COLUMBIA, S.C. -- Essie Mae Washington-Williams is returning home this weekend, but she doesn't want to talk about her late father, Sen. Strom Thurmond.
The main purpose of Washington-Williams' trip is to give a speech on the importance of education at a fund-raiser at historically black Allen University on Saturday.
But plenty of people are asking her if she is going to meet with Thurmond's family, including her much-younger half brothers and half sisters.
"I don't even want to talk about that," she told the Associated Press on Friday, although she did say a family reunion was planned for the summer.
Late last year Washington-Williams, 78, confirmed long-standing rumors that she was born after Thurmond, then 22, had an affair with a 16-year-old black maid who worked in his family's Edgefield home.
Thurmond, who was 100 when he died in June, never publicly acknowledged Washington-Williams as his daughter, but his family has acknowledged her claim.
Washington-Williams was scheduled to speak Saturday at a $50-per-person banquet as part of the Tom Joyner Foundation Campaign, which raises money for historically black colleges and universities.
The retired schoolteacher is coming to Columbia to start a college lecture series. She is also planning the release of a book about her life to be written by William Stadiem, who has co-written biographies of Marilyn Monroe and Frank Sinatra. A movie will follow, Washington-Williams said.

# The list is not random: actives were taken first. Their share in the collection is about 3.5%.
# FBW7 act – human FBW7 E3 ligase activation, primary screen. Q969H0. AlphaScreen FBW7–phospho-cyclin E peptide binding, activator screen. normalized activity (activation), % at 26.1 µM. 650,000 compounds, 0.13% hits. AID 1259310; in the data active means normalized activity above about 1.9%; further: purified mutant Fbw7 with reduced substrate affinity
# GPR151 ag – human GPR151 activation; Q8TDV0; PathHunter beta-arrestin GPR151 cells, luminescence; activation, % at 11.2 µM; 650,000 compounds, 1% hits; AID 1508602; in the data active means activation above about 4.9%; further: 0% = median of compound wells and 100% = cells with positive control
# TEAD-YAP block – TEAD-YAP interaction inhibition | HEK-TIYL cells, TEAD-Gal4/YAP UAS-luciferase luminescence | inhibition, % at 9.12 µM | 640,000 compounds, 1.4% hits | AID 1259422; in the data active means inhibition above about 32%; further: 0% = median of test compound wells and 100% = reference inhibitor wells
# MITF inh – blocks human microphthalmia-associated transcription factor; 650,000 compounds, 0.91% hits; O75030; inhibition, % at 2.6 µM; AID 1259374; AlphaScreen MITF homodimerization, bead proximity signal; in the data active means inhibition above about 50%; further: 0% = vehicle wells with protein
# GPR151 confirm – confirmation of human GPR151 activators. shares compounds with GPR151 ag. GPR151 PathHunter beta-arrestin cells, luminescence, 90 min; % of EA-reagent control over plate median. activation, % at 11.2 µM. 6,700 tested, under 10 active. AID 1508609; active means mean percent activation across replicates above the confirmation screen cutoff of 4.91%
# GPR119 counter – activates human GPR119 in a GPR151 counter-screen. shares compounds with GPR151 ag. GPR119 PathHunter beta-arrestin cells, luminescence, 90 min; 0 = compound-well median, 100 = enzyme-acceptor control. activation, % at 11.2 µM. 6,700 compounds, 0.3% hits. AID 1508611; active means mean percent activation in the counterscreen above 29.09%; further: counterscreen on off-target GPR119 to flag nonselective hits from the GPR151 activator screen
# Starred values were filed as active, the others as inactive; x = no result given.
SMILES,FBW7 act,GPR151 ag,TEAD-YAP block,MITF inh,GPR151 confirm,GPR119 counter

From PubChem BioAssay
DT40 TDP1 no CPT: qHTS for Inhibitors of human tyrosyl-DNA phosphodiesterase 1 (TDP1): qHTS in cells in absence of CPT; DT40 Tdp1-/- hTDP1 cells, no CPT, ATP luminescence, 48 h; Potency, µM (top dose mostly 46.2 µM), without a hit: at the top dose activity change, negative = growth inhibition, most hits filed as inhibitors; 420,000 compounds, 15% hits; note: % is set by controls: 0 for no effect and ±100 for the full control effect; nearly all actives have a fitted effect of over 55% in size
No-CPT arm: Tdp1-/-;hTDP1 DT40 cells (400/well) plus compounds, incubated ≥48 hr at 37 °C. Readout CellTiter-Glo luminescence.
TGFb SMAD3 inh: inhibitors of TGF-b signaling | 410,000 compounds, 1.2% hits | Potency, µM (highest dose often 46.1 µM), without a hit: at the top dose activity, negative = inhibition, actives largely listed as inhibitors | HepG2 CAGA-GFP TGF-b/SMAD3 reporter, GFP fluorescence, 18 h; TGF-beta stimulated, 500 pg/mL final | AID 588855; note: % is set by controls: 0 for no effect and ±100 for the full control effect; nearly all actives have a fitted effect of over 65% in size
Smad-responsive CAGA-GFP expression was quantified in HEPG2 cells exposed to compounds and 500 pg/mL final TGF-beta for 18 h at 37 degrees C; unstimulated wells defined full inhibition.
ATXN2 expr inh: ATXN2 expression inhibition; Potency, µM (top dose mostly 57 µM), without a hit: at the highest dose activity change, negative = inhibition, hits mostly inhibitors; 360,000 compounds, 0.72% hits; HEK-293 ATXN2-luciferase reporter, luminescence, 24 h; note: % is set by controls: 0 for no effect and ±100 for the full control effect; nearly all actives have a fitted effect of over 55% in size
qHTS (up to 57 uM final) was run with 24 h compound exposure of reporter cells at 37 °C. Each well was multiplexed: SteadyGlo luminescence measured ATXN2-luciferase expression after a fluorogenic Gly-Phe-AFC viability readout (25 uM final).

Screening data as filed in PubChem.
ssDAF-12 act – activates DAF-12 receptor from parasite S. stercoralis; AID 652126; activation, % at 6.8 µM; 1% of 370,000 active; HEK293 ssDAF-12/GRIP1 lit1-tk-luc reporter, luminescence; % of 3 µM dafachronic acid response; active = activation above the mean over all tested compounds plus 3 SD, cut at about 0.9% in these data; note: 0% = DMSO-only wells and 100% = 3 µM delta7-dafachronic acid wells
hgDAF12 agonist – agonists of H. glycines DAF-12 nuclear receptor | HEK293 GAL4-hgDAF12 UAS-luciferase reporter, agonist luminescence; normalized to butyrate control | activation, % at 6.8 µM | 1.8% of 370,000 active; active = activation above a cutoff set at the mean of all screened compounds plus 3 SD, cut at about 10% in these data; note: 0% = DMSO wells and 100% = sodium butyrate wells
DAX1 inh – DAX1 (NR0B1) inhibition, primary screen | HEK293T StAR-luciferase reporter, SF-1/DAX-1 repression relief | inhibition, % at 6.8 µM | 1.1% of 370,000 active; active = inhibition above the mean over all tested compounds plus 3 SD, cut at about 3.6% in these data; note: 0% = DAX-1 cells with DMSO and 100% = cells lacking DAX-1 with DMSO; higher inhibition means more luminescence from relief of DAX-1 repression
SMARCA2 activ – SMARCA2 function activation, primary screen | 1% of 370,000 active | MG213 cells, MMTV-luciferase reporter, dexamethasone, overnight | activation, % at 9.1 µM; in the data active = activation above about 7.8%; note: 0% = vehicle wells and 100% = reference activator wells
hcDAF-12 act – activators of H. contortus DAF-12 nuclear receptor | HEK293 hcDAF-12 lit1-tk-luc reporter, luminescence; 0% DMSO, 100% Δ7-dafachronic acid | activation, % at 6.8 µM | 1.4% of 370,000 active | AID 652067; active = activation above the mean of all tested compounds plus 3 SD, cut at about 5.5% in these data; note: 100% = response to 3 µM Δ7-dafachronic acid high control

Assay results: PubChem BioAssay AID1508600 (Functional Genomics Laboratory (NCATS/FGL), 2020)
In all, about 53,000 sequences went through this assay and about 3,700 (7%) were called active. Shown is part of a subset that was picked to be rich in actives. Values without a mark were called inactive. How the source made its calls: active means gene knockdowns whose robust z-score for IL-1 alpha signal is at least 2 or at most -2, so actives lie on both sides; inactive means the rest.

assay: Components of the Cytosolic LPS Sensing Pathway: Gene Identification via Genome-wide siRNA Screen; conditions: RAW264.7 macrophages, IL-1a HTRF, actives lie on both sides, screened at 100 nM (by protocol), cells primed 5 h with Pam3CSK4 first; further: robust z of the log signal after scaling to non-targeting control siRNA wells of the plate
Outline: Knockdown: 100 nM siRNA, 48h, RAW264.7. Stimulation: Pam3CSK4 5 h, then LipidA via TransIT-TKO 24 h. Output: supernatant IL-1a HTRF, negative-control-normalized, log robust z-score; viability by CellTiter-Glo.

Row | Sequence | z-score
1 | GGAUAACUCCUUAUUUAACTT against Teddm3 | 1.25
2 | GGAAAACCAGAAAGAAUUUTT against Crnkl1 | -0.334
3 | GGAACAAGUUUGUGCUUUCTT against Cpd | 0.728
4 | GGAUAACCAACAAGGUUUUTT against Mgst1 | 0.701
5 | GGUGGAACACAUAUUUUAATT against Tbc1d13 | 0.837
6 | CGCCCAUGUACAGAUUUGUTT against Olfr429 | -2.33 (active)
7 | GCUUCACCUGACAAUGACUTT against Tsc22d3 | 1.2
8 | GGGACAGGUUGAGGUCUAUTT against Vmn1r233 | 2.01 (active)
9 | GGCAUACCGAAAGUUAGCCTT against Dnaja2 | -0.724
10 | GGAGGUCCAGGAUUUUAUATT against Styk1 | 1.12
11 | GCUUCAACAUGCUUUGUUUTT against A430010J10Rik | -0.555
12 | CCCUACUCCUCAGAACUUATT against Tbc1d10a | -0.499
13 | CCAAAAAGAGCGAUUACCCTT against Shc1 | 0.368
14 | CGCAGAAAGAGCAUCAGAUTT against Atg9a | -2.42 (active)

Washington-Williams has said she was a teenager when she first met Thurmond and he visited her when she was at college in Orangeburg, just south of Columbia. Thurmond often gave Washington-Williams money when she hit hard times.
The former senator was once an avowed segregationist and ran for president in 1948 as a Dixiecrat on the platform of maintaining separate schools for blacks and whites. Washington-Williams said she and her father spoke little of the issue of segregation. She said she didn't go public with the identity of her father because she didn't want to hurt his career.
Washington-Williams toured Columbia on Friday, visiting the Strom Thurmond Wellness Center on the University of South Carolina campus and the South Carolina Statehouse, where a statue of her father stands.
There has been talk about adding her name to the list of Thurmond's children engraved on that monument. Thurmond had four children with his second wife, Nancy. The oldest is 31-year-old Strom Thurmond Jr.
Washington-Williams said she would be honored to be added, but she hasn't asked for it.
"I'm not pushing it," she said Friday. "I'm not pushing anything, matter of fact."